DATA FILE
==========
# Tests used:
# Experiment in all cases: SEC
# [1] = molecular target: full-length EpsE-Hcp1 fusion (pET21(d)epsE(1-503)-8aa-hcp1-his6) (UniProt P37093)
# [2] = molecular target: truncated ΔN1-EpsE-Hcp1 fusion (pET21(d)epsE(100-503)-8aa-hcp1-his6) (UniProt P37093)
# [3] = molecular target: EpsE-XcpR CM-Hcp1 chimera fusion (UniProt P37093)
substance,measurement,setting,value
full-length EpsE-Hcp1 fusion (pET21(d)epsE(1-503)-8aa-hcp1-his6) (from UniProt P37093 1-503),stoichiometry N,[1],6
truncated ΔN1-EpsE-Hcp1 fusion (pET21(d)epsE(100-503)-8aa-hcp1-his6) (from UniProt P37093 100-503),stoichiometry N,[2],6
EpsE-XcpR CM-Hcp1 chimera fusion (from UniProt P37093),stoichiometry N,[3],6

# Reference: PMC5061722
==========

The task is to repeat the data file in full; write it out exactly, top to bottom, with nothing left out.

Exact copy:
# Tests used:
# Experiment in all cases: SEC
# [1] = molecular target: full-length EpsE-Hcp1 fusion (pET21(d)epsE(1-503)-8aa-hcp1-his6) (UniProt P37093)
# [2] = molecular target: truncated ΔN1-EpsE-Hcp1 fusion (pET21(d)epsE(100-503)-8aa-hcp1-his6) (UniProt P37093)
# [3] = molecular target: EpsE-XcpR CM-Hcp1 chimera fusion (UniProt P37093)
substance,measurement,setting,value
full-length EpsE-Hcp1 fusion (pET21(d)epsE(1-503)-8aa-hcp1-his6) (from UniProt P37093 1-503),stoichiometry N,[1],6
truncated ΔN1-EpsE-Hcp1 fusion (pET21(d)epsE(100-503)-8aa-hcp1-his6) (from UniProt P37093 100-503),stoichiometry N,[2],6
EpsE-XcpR CM-Hcp1 chimera fusion (from UniProt P37093),stoichiometry N,[3],6

# Reference: PMC5061722